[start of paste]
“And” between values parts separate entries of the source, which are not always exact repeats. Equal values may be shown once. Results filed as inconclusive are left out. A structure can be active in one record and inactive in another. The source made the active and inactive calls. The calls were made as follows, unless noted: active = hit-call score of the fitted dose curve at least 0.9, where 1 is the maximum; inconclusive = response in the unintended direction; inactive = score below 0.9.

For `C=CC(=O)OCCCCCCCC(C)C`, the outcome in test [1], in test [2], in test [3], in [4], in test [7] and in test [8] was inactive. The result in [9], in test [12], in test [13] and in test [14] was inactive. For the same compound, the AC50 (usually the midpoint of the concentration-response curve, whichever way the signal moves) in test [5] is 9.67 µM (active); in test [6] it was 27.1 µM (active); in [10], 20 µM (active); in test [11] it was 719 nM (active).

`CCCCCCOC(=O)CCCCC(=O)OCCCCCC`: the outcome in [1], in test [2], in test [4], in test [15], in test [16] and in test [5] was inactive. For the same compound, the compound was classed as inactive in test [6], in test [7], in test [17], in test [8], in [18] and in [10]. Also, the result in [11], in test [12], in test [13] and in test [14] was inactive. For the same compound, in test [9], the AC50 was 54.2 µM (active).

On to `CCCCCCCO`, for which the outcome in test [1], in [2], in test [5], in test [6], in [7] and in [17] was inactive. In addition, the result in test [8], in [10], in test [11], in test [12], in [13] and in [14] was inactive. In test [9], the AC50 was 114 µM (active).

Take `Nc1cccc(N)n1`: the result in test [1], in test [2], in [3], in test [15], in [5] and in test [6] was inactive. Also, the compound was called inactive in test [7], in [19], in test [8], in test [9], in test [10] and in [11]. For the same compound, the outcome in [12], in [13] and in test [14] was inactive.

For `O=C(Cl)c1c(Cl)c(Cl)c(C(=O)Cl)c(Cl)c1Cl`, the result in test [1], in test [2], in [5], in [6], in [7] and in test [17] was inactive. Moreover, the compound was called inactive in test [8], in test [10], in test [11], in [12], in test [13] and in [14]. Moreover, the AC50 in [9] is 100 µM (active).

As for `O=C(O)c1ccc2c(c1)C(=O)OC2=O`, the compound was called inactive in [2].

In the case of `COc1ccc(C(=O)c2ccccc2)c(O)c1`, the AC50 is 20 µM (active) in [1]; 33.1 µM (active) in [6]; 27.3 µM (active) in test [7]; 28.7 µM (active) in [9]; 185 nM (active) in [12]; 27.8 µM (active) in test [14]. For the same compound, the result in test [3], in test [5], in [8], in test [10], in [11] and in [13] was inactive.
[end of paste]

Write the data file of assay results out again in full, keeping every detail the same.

“And” between values parts separate entries of the source, which are not always exact repeats. Equal values may be shown once. Results filed as inconclusive are left out. A structure can be active in one record and inactive in another. The source made the active and inactive calls. The calls were made as follows, unless noted: active = hit-call score of the fitted dose curve at least 0.9, where 1 is the maximum; inconclusive = response in the unintended direction; inactive = score below 0.9.

For `C=CC(=O)OCCCCCCCC(C)C`, the outcome in test [1], in test [2], in test [3], in [4], in test [7] and in test [8] was inactive. The result in [9], in test [12], in test [13] and in test [14] was inactive. For the same compound, the AC50 (usually the midpoint of the concentration-response curve, whichever way the signal moves) in test [5] is 9.67 µM (active); in test [6] it was 27.1 µM (active); in [10], 20 µM (active); in test [11] it was 719 nM (active).

`CCCCCCOC(=O)CCCCC(=O)OCCCCCC`: the outcome in [1], in test [2], in test [4], in test [15], in test [16] and in test [5] was inactive. For the same compound, the compound was classed as inactive in test [6], in test [7], in test [17], in test [8], in [18] and in [10]. Also, the result in [11], in test [12], in test [13] and in test [14] was inactive. For the same compound, in test [9], the AC50 was 54.2 µM (active).

On to `CCCCCCCO`, for which the outcome in test [1], in [2], in test [5], in test [6], in [7] and in [17] was inactive. In addition, the result in test [8], in [10], in test [11], in test [12], in [13] and in [14] was inactive. In test [9], the AC50 was 114 µM (active).

Take `Nc1cccc(N)n1`: the result in test [1], in test [2], in [3], in test [15], in [5] and in test [6] was inactive. Also, the compound was called inactive in test [7], in [19], in test [8], in test [9], in test [10] and in [11]. For the same compound, the outcome in [12], in [13] and in test [14] was inactive.

For `O=C(Cl)c1c(Cl)c(Cl)c(C(=O)Cl)c(Cl)c1Cl`, the result in test [1], in test [2], in [5], in [6], in [7] and in test [17] was inactive. Moreover, the compound was called inactive in test [8], in test [10], in test [11], in [12], in test [13] and in [14]. Moreover, the AC50 in [9] is 100 µM (active).

As for `O=C(O)c1ccc2c(c1)C(=O)OC2=O`, the compound was called inactive in [2].

In the case of `COc1ccc(C(=O)c2ccccc2)c(O)c1`, the AC50 is 20 µM (active) in [1]; 33.1 µM (active) in [6]; 27.3 µM (active) in test [7]; 28.7 µM (active) in [9]; 185 nM (active) in [12]; 27.8 µM (active) in test [14]. For the same compound, the result in test [3], in test [5], in [8], in test [10], in [11] and in [13] was inactive.